1. The book signing
When I was two turns away from meeting the author, it occurred to me that I must keep a question or two ready when he signed the book. I looked at the copy in my hand, a thick paperback with intricate cover art – Japanese-styled cottages next to the sea on which a three-masted ship sailed, and in the distance mountains, clouds, a pair of large birds in flight – a design that perhaps anticipated the novel’s style. The blurb above the title announced that Sunday Times found the book ‘Spectacularly accomplished and thrillingly suspenseful’. A frivolous quote; why did they choose this one? I had my question.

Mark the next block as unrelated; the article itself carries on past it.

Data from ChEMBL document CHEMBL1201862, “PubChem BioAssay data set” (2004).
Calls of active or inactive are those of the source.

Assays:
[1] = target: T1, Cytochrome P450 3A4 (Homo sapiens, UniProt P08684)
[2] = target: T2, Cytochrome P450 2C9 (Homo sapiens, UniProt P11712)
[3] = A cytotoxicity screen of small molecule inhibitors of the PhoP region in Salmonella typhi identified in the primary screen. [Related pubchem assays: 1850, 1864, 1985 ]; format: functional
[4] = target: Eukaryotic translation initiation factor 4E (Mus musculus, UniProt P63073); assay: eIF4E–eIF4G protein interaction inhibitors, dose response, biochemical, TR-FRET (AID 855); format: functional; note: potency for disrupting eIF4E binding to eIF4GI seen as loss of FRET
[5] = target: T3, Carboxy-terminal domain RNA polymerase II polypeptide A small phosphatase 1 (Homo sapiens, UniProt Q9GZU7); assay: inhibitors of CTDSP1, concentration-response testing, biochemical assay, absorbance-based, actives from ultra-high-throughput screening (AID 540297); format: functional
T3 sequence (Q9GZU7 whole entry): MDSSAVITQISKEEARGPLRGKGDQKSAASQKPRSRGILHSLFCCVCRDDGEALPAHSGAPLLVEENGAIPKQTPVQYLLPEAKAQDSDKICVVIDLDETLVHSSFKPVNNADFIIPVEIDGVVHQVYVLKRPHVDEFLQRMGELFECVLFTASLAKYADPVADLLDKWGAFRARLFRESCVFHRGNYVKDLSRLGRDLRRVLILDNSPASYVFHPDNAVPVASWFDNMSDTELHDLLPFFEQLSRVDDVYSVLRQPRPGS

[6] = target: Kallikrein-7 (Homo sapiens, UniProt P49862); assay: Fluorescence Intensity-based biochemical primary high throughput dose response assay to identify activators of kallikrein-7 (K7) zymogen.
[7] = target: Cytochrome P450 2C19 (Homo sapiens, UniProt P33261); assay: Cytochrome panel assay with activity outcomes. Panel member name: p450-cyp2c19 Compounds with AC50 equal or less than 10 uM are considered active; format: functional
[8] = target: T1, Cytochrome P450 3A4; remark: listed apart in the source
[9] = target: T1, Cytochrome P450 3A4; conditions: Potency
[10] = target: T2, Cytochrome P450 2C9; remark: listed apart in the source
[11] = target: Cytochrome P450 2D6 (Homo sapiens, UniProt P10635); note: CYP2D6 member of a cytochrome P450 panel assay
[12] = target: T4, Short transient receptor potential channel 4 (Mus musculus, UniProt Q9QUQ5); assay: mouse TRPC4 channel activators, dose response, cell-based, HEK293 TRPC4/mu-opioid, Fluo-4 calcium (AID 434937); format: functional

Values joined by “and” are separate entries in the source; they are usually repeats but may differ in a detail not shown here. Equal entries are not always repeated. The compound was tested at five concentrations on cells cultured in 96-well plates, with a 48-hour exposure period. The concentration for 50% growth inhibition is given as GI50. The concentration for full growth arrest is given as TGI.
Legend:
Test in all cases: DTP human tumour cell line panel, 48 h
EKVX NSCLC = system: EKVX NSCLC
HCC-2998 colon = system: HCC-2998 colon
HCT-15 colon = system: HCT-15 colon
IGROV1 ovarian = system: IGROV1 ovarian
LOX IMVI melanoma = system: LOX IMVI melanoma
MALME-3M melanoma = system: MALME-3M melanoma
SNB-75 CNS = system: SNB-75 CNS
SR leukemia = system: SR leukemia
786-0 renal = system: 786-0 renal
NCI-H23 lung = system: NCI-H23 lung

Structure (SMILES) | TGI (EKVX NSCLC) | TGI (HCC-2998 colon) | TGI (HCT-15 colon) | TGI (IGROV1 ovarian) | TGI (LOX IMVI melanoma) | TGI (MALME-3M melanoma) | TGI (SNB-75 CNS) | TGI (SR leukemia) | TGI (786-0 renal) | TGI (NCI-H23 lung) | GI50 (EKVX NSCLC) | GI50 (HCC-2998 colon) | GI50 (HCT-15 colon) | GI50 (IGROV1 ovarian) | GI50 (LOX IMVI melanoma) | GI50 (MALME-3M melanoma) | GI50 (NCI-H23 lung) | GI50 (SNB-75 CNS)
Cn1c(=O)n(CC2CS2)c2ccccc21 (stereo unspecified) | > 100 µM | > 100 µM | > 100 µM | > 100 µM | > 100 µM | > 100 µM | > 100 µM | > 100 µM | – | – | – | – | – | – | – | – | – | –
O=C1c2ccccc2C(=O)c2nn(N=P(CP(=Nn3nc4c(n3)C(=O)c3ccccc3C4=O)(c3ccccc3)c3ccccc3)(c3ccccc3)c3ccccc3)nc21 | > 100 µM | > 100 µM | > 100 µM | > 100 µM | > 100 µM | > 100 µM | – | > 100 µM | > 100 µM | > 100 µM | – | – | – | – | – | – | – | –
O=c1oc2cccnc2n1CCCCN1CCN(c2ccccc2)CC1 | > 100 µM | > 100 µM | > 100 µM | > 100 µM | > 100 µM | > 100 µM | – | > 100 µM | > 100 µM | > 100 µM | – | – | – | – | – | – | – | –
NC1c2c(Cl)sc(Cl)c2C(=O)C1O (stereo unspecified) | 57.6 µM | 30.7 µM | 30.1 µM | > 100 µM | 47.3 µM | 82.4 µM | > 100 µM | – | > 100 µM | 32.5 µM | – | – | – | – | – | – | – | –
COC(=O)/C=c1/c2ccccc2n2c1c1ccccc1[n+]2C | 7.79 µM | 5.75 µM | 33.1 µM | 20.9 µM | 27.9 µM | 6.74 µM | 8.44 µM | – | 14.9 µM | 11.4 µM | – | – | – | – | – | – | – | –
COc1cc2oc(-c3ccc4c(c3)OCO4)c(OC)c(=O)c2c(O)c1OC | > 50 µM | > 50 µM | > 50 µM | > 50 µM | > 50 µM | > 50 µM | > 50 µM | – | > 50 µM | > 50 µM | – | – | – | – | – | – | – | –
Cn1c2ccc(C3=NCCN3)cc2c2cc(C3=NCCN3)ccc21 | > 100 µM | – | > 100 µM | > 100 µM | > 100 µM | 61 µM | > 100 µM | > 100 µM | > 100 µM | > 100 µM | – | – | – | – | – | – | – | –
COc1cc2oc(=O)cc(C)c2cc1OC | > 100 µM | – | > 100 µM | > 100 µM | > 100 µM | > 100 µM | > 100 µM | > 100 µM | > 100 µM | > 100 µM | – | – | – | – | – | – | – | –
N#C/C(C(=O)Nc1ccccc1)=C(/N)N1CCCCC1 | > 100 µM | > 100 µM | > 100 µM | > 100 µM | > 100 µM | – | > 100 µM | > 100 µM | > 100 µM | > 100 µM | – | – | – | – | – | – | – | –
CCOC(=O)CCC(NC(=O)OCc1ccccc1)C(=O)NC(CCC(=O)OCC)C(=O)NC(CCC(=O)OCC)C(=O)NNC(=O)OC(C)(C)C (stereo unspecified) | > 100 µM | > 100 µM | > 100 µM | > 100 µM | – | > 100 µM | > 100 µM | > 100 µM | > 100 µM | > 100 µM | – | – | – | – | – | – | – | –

“Do you have a say in deciding what quotes go on the cover of your books?” I asked, as he wrote my name and signed on the title page.
He smiled, and looked up: “Well, the publishers usually decide that but I do have the presidential veto powers. I haven’t really exercised it, though – I just leave it to them.”
“What do you think of this one?” I pointed to the quote above the title. “Thrillingly suspenseful!”
He squinted his eyes and looked at the ceiling, searching for an answer. “Well… you’re right… it’s a bit redundant, isn’t it? A book can’t be suspenseful without being thrilling, can it?!”
I smiled, nodded and thanked him as we shook hands. Moving out of the line, I opened the page where, below the title The Thousand Autumns of Jacob De Zoet, he had scribbled, in large but barely readable letters, his name: David Mitchell.
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